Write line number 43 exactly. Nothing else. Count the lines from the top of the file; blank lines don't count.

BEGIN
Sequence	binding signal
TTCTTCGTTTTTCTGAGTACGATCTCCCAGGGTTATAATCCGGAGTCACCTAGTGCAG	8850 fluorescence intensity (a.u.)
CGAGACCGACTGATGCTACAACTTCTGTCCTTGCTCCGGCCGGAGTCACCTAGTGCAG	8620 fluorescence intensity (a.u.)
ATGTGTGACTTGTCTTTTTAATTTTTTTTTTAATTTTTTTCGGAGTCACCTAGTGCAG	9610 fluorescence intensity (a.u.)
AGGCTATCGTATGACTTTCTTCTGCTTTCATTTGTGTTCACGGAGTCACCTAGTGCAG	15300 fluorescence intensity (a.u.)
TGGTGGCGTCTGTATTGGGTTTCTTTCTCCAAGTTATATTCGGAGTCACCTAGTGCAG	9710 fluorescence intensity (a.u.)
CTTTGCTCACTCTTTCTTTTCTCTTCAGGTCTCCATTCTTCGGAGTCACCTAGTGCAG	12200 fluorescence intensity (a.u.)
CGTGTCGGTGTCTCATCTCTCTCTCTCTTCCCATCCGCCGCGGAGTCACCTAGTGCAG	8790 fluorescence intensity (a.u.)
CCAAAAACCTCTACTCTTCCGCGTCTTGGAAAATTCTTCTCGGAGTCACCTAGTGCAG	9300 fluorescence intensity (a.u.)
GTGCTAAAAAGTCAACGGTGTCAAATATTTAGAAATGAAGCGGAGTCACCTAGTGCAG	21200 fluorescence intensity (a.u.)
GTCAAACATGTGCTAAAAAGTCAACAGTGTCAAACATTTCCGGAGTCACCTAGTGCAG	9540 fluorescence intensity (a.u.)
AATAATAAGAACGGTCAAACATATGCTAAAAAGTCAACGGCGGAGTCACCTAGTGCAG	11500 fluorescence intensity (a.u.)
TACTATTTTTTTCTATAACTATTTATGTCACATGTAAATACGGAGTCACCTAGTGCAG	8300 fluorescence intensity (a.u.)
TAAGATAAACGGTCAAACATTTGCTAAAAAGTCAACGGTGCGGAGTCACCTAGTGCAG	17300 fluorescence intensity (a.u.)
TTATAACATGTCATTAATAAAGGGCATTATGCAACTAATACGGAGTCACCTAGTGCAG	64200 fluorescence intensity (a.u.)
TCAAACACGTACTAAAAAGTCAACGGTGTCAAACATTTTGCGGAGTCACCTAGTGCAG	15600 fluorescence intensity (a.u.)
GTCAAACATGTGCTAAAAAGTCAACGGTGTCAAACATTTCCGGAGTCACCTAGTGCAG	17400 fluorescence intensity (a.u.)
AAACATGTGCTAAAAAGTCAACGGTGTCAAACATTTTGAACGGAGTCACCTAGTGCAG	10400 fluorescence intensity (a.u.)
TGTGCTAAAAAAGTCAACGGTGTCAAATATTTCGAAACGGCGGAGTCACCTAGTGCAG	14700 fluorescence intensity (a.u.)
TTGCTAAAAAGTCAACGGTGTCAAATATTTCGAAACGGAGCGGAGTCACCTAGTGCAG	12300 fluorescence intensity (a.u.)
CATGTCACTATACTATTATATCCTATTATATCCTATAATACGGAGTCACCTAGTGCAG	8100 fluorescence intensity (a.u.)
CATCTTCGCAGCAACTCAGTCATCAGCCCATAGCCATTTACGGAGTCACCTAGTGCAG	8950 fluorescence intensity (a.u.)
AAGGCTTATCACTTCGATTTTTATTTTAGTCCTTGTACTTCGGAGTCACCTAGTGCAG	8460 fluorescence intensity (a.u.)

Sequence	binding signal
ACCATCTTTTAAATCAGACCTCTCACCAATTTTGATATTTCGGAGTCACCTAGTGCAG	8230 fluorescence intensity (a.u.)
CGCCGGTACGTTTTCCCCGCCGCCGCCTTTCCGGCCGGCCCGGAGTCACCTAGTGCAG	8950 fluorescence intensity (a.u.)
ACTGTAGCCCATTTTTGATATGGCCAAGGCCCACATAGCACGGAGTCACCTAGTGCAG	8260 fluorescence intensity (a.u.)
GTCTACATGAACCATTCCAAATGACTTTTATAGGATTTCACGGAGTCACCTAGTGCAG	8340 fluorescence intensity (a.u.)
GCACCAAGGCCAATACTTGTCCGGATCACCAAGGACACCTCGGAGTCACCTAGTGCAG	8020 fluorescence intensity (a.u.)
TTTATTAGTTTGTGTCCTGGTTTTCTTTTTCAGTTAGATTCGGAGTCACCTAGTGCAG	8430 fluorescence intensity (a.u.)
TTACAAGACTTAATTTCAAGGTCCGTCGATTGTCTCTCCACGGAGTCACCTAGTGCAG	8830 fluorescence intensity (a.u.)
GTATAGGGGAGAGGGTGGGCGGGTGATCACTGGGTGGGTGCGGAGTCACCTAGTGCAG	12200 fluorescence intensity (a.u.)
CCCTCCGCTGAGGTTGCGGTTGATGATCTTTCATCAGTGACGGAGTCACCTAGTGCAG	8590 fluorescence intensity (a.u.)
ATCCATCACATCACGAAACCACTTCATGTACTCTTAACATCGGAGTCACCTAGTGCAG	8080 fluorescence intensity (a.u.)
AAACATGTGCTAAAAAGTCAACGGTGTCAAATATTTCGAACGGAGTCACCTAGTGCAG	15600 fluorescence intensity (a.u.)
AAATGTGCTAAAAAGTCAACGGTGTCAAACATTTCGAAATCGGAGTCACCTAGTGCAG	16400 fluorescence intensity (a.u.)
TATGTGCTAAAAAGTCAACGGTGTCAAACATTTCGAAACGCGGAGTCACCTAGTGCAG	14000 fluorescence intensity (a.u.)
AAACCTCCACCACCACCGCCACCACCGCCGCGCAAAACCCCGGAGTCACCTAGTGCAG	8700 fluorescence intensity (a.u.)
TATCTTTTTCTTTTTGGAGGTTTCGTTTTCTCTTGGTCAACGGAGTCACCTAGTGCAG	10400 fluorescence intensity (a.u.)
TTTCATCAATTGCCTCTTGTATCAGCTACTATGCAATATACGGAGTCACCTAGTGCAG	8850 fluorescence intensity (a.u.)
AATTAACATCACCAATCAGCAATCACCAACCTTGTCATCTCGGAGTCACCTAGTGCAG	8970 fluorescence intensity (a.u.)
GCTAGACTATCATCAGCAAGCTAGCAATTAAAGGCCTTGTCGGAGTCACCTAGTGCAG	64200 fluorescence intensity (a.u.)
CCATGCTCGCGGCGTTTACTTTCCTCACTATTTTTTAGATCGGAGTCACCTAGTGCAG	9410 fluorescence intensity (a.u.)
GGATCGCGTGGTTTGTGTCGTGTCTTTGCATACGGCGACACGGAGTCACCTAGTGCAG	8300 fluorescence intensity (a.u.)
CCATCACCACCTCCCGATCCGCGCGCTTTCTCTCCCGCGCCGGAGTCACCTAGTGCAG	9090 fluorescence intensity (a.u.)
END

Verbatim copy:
CCATGCTCGCGGCGTTTACTTTCCTCACTATTTTTTAGATCGGAGTCACCTAGTGCAG	9410 fluorescence intensity (a.u.)